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New egg-sucking marine snail discovered off Florida

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A new species of egg-sucking marine snail was discovered by researchers on behalf of the Florida museum. The sea slug, which was named Olea hensoni in honor of Jim Henson, the creator of the Muppets, belongs to the group of sacoglossans which contains another 300 species.

The peculiarity of Olea hensoni, compared to the other hundreds of species of marine snails in its group, is that it is a “carnivorous” species: they eat the content of the eggs produced by their species or by other species of marine snails sucking from the outside of their surface. It is a fast and efficient method to obtain important nutrients largely untapped by other predators.

And the Olea hensoni seem very efficient in sucking the contents of the eggs since these are usually enclosed in a sort of mucous membrane very efficient in counteracting possible predators. The Olea hensoni is only the third species of marine snail known to eat egg and in general not only vegetarian.

Most marine snails eat plants and seaweeds so much that many of the species have also undergone evolutionary changes, becoming green or resembling leaves on a physical level. Some species, for example, have been called “solar energy snails” and in general marine snails are considered among the most gentle and least “predatory” animals.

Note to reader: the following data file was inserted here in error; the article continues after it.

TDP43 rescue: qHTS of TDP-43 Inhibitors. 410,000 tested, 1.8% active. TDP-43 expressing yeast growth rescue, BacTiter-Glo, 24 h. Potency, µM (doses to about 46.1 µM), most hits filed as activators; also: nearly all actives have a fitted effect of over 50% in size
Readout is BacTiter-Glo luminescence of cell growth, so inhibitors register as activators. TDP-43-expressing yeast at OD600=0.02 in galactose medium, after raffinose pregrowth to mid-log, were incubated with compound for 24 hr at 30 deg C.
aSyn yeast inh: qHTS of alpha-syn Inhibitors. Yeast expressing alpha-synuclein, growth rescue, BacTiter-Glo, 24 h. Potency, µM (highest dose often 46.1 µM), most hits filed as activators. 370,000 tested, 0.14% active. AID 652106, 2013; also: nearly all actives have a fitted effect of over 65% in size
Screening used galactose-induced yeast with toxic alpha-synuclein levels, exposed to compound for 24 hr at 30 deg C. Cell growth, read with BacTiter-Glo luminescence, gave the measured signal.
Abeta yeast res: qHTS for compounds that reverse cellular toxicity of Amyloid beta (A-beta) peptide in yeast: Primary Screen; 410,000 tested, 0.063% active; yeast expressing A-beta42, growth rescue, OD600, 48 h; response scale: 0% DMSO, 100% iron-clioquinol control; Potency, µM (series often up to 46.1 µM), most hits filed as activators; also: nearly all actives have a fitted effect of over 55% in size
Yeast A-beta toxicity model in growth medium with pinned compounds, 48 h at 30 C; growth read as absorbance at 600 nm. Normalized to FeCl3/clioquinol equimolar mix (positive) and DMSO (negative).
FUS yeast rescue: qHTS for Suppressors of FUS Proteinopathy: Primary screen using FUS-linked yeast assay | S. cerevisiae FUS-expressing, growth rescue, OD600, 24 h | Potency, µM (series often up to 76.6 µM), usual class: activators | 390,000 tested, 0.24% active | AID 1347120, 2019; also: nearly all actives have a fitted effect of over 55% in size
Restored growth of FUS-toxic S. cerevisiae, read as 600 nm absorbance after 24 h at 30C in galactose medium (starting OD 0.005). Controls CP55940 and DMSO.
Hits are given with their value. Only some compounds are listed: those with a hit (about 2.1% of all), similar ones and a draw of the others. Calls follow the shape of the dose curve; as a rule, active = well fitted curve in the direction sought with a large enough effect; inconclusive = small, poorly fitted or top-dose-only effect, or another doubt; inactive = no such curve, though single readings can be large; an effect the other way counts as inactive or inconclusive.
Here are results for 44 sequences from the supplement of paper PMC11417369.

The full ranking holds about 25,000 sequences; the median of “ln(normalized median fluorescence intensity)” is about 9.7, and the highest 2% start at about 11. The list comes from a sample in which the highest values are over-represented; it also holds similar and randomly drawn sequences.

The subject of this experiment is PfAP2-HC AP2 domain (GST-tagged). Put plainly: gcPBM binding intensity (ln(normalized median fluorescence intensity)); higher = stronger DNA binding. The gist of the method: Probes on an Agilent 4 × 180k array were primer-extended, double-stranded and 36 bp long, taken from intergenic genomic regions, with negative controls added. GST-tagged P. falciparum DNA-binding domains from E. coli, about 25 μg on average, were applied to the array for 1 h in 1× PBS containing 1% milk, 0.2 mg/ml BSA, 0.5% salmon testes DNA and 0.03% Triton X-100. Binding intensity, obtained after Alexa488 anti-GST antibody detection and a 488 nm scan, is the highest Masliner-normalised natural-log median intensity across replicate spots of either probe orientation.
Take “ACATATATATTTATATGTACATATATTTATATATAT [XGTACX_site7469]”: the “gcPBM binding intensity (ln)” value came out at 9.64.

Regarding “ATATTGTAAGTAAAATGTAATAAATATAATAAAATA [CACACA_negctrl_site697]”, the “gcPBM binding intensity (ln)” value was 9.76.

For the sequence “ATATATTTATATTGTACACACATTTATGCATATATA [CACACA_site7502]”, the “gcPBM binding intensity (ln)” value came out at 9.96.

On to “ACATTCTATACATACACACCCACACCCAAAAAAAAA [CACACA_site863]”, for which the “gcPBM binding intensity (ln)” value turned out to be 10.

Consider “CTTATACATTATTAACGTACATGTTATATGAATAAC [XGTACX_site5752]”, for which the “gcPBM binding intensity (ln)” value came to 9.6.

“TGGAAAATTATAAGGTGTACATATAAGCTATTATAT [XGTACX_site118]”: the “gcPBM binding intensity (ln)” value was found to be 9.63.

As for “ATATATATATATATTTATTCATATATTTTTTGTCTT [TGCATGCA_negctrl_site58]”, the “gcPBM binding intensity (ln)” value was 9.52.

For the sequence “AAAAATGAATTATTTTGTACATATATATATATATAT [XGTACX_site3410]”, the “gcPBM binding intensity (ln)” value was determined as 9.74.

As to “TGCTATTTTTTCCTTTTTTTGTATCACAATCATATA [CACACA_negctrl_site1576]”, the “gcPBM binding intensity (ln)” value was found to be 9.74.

The Olea hensoni, along with just two other species of marine snails (Olea hansineensis of the Pacific Northeast and Calliopaea bellula in the Mediterranean), have decided to abandon this “peaceful” life and have given themselves to the almost cannibalism feeding on the eggs produced by the their companions or from other marine snails: “They went from harmless and friendly creatures to predators,” says Patrick Krug, professor of biological sciences at the California State University and one of the authors of the study.

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